When Tirza Latimer arrived at an art exhibit in Paris in 1995, she came across a series of self-portraits of Claude Cahun, a Jewish lesbian who was persecuted for the shocking photos she produced.
The photos, taken more than a half-century ago, were originally attributed solely to Cahun. But upon further observation, evidence was found that someone else must have been behind the camera.
Latimer became the first scholar to fully explain this argument. And a few years later, the visiting professor of lesbian and gay studies at Yale University collaborated with the Magnes Museum in Berkeley, Calif., and The Jersey Museum in the Isle of Jersey, United Kingdom, to introduce Marcel Moores involvement.
The photos appear in the Acting Out art exhibit, which is touring internationally and a portion of which now is at the Smokebrush Gallery, under the title Entre Nous.
I wanted to correct the view that Cahun acted alone and produced these photos as self-portraits, Latimer says. It was a collaborative, cultural project, rather than Cahun taking self-portraits.
Although Moore does not appear in any of the photos, some images show the shadow of a photographer, suggesting the alliance between the two women.
According to Julie Cole, gallery and administrative director for the Smokebrush Foundation for the Arts, Cahun, born Lucie Schwob (1894-1954), and Moore, born Suzanne Malherbe (1892-1972), were stepsisters. They became lovers and produced the photos between 1915 and 1940. She says the two women changed their names to be ambiguous in terms of gender.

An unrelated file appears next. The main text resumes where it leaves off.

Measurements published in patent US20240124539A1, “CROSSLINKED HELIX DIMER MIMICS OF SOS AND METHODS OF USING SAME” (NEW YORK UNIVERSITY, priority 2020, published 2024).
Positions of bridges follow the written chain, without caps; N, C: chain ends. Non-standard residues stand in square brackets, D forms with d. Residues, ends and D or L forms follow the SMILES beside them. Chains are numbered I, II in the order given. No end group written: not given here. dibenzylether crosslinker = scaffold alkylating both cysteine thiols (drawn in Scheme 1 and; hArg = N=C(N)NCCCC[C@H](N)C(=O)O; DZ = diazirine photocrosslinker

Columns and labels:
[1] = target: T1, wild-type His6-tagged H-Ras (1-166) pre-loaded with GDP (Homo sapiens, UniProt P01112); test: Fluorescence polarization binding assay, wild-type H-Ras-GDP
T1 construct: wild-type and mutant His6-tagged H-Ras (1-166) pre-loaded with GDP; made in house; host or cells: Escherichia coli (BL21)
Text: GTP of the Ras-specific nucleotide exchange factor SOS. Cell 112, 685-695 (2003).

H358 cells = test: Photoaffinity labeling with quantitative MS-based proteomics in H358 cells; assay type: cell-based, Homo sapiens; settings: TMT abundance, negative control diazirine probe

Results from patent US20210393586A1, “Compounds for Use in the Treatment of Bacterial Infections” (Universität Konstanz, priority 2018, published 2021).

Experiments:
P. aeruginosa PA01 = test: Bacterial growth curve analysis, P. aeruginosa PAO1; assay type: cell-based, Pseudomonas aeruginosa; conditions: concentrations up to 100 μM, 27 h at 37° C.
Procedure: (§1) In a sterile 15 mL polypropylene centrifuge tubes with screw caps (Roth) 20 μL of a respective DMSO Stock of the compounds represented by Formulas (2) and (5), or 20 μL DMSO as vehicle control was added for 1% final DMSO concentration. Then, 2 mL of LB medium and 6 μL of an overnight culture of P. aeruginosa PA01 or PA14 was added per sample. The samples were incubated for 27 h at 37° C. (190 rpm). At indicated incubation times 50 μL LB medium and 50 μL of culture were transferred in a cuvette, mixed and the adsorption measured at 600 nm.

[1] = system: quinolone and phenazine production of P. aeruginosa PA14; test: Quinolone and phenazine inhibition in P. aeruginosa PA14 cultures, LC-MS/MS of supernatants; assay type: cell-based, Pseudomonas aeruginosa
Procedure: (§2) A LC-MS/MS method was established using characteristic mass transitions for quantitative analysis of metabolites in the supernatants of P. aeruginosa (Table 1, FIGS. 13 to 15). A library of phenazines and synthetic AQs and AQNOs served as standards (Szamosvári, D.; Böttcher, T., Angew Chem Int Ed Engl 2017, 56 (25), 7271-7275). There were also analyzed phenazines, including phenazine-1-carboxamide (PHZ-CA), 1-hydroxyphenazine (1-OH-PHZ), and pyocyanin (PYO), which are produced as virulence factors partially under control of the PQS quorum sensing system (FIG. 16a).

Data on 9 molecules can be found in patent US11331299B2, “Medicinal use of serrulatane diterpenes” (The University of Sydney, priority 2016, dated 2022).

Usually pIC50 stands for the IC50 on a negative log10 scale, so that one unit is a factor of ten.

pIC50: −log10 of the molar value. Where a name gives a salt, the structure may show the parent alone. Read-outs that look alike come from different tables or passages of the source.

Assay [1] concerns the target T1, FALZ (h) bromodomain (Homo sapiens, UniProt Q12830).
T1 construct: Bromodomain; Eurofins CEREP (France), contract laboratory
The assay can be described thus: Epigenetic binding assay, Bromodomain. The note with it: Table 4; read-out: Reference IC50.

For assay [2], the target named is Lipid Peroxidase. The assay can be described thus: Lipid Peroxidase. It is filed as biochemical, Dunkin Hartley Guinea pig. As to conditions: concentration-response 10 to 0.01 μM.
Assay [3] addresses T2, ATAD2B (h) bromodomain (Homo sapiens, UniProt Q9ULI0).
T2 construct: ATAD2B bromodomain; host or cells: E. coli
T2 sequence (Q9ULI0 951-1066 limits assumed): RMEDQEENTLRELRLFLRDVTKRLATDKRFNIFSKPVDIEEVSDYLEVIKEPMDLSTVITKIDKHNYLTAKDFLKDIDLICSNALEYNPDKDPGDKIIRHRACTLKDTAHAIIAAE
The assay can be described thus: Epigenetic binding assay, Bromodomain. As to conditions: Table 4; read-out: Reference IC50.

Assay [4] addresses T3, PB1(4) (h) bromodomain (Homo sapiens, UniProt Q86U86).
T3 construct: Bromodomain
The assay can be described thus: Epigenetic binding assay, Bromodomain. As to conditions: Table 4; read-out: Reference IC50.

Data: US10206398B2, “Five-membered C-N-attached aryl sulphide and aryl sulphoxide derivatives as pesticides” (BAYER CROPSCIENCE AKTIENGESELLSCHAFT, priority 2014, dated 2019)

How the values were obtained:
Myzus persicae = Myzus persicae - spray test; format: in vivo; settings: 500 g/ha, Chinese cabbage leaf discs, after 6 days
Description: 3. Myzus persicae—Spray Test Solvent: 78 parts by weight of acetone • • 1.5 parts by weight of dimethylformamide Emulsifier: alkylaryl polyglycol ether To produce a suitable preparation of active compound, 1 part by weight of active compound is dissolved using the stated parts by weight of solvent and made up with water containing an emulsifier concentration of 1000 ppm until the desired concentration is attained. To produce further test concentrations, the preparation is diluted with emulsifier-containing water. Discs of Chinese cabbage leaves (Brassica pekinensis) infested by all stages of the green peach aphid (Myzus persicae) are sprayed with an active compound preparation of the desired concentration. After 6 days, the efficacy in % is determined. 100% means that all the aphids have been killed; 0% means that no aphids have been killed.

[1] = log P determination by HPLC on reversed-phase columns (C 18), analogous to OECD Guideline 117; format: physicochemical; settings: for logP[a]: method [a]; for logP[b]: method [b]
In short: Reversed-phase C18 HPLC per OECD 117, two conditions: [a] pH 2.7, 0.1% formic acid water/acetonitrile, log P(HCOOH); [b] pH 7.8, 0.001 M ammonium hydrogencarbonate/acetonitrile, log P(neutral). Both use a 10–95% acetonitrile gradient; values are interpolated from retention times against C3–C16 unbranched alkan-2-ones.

Latimers interest generates from the story of two lifelong homosexual partners who expressed their political and social views through their work.
I was interested in the way they used photography as a site of self-invention in an era when lesbianism wasnt a universally understood term, she says. These women were in a loving sexual relationship and were driven to embrace non-hierarchical ideals of socialism and feminism during an oppositional, sexist and homophobic time.
Cole says the couple participated in avant-garde theater in Paris during the 1920s, which gained them exposure. And when their photography was publicized, their open expressions of Semitism and homosexuality invited condemnation.
They saw themselves as two parts of a whole, Cole says. Many of the photos show a doubling or mirroring, denoting their homosexual union rather than heterosexual.
In 1937, the couple relocated to the Isle of Jersey. When the Nazis occupied the island, Cahuns identification as a Jew and the couples lesbianism led to their imprisonment and the erasure of much of their work. After two years, they were released. The work that was salvaged lives on today.
Entre Nous: Works by Claude Cahun and Marcel Moore
Smokebrush Gallery, 218 W. Colorado Ave., Suite 102
Exhibition runs through
Saturday, Sept. 30
Free; gallery hours are Wednesdays, Fridays and Saturdays from noon to 5 p.m.; also by appointment and by chance.